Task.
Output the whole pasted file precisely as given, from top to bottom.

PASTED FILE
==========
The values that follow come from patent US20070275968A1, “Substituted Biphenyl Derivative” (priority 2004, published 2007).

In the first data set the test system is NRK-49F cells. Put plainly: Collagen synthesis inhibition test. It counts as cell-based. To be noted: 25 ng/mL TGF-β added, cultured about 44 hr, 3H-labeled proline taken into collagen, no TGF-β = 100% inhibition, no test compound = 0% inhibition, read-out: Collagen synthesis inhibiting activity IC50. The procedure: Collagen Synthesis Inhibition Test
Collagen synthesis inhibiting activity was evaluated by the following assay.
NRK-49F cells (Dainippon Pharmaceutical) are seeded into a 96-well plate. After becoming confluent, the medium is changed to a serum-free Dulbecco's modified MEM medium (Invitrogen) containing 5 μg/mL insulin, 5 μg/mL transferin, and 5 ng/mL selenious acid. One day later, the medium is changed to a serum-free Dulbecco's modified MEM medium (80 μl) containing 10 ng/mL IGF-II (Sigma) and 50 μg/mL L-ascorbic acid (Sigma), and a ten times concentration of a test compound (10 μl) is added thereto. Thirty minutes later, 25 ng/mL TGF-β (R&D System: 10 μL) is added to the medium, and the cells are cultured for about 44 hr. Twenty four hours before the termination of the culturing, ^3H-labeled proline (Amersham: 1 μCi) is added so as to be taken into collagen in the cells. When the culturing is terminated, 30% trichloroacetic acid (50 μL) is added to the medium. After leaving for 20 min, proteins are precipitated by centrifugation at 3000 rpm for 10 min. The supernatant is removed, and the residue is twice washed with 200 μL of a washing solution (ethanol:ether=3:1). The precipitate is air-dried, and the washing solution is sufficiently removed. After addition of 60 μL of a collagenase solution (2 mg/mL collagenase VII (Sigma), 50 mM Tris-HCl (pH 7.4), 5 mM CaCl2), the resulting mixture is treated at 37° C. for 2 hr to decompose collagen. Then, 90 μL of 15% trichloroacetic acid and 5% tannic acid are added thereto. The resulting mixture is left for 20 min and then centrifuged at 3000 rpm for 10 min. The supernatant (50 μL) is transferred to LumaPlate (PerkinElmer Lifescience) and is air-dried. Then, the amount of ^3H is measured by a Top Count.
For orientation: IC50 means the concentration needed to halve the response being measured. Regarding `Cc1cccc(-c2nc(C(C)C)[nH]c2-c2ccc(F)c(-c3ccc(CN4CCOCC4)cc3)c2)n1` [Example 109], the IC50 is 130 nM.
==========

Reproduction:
The values that follow come from patent US20070275968A1, “Substituted Biphenyl Derivative” (priority 2004, published 2007).

In the first data set the test system is NRK-49F cells. Put plainly: Collagen synthesis inhibition test. It counts as cell-based. To be noted: 25 ng/mL TGF-β added, cultured about 44 hr, 3H-labeled proline taken into collagen, no TGF-β = 100% inhibition, no test compound = 0% inhibition, read-out: Collagen synthesis inhibiting activity IC50. The procedure: Collagen Synthesis Inhibition Test
Collagen synthesis inhibiting activity was evaluated by the following assay.
NRK-49F cells (Dainippon Pharmaceutical) are seeded into a 96-well plate. After becoming confluent, the medium is changed to a serum-free Dulbecco's modified MEM medium (Invitrogen) containing 5 μg/mL insulin, 5 μg/mL transferin, and 5 ng/mL selenious acid. One day later, the medium is changed to a serum-free Dulbecco's modified MEM medium (80 μl) containing 10 ng/mL IGF-II (Sigma) and 50 μg/mL L-ascorbic acid (Sigma), and a ten times concentration of a test compound (10 μl) is added thereto. Thirty minutes later, 25 ng/mL TGF-β (R&D System: 10 μL) is added to the medium, and the cells are cultured for about 44 hr. Twenty four hours before the termination of the culturing, ^3H-labeled proline (Amersham: 1 μCi) is added so as to be taken into collagen in the cells. When the culturing is terminated, 30% trichloroacetic acid (50 μL) is added to the medium. After leaving for 20 min, proteins are precipitated by centrifugation at 3000 rpm for 10 min. The supernatant is removed, and the residue is twice washed with 200 μL of a washing solution (ethanol:ether=3:1). The precipitate is air-dried, and the washing solution is sufficiently removed. After addition of 60 μL of a collagenase solution (2 mg/mL collagenase VII (Sigma), 50 mM Tris-HCl (pH 7.4), 5 mM CaCl2), the resulting mixture is treated at 37° C. for 2 hr to decompose collagen. Then, 90 μL of 15% trichloroacetic acid and 5% tannic acid are added thereto. The resulting mixture is left for 20 min and then centrifuged at 3000 rpm for 10 min. The supernatant (50 μL) is transferred to LumaPlate (PerkinElmer Lifescience) and is air-dried. Then, the amount of ^3H is measured by a Top Count.
For orientation: IC50 means the concentration needed to halve the response being measured. Regarding `Cc1cccc(-c2nc(C(C)C)[nH]c2-c2ccc(F)c(-c3ccc(CN4CCOCC4)cc3)c2)n1` [Example 109], the IC50 is 130 nM.